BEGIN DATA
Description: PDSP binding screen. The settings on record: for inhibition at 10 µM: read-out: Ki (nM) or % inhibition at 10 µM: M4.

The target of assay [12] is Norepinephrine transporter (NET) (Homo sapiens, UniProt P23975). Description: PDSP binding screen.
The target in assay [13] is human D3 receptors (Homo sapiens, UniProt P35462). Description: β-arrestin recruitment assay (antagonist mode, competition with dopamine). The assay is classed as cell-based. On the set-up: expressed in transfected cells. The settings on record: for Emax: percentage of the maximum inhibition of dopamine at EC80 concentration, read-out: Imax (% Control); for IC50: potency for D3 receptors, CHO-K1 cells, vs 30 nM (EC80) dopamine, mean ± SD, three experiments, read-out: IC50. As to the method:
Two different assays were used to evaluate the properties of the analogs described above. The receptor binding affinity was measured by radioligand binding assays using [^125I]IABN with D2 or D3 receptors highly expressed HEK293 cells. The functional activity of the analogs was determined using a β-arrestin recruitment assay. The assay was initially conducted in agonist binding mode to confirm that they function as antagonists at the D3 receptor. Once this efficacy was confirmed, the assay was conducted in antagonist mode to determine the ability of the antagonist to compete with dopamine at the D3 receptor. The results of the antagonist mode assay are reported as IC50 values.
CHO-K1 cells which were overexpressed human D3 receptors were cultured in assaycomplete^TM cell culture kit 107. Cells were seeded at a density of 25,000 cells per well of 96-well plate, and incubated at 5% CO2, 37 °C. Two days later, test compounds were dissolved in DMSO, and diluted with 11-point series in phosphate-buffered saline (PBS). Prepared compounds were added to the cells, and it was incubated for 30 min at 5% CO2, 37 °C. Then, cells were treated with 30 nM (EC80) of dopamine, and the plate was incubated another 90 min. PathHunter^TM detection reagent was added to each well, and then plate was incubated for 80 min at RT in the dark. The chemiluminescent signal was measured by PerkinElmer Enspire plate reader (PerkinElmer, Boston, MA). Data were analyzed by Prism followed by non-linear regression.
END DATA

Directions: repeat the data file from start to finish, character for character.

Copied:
Description: PDSP binding screen. The settings on record: for inhibition at 10 µM: read-out: Ki (nM) or % inhibition at 10 µM: M4.

The target of assay [12] is Norepinephrine transporter (NET) (Homo sapiens, UniProt P23975). Description: PDSP binding screen.
The target in assay [13] is human D3 receptors (Homo sapiens, UniProt P35462). Description: β-arrestin recruitment assay (antagonist mode, competition with dopamine). The assay is classed as cell-based. On the set-up: expressed in transfected cells. The settings on record: for Emax: percentage of the maximum inhibition of dopamine at EC80 concentration, read-out: Imax (% Control); for IC50: potency for D3 receptors, CHO-K1 cells, vs 30 nM (EC80) dopamine, mean ± SD, three experiments, read-out: IC50. As to the method:
Two different assays were used to evaluate the properties of the analogs described above. The receptor binding affinity was measured by radioligand binding assays using [^125I]IABN with D2 or D3 receptors highly expressed HEK293 cells. The functional activity of the analogs was determined using a β-arrestin recruitment assay. The assay was initially conducted in agonist binding mode to confirm that they function as antagonists at the D3 receptor. Once this efficacy was confirmed, the assay was conducted in antagonist mode to determine the ability of the antagonist to compete with dopamine at the D3 receptor. The results of the antagonist mode assay are reported as IC50 values.
CHO-K1 cells which were overexpressed human D3 receptors were cultured in assaycomplete^TM cell culture kit 107. Cells were seeded at a density of 25,000 cells per well of 96-well plate, and incubated at 5% CO2, 37 °C. Two days later, test compounds were dissolved in DMSO, and diluted with 11-point series in phosphate-buffered saline (PBS). Prepared compounds were added to the cells, and it was incubated for 30 min at 5% CO2, 37 °C. Then, cells were treated with 30 nM (EC80) of dopamine, and the plate was incubated another 90 min. PathHunter^TM detection reagent was added to each well, and then plate was incubated for 80 min at RT in the dark. The chemiluminescent signal was measured by PerkinElmer Enspire plate reader (PerkinElmer, Boston, MA). Data were analyzed by Prism followed by non-linear regression.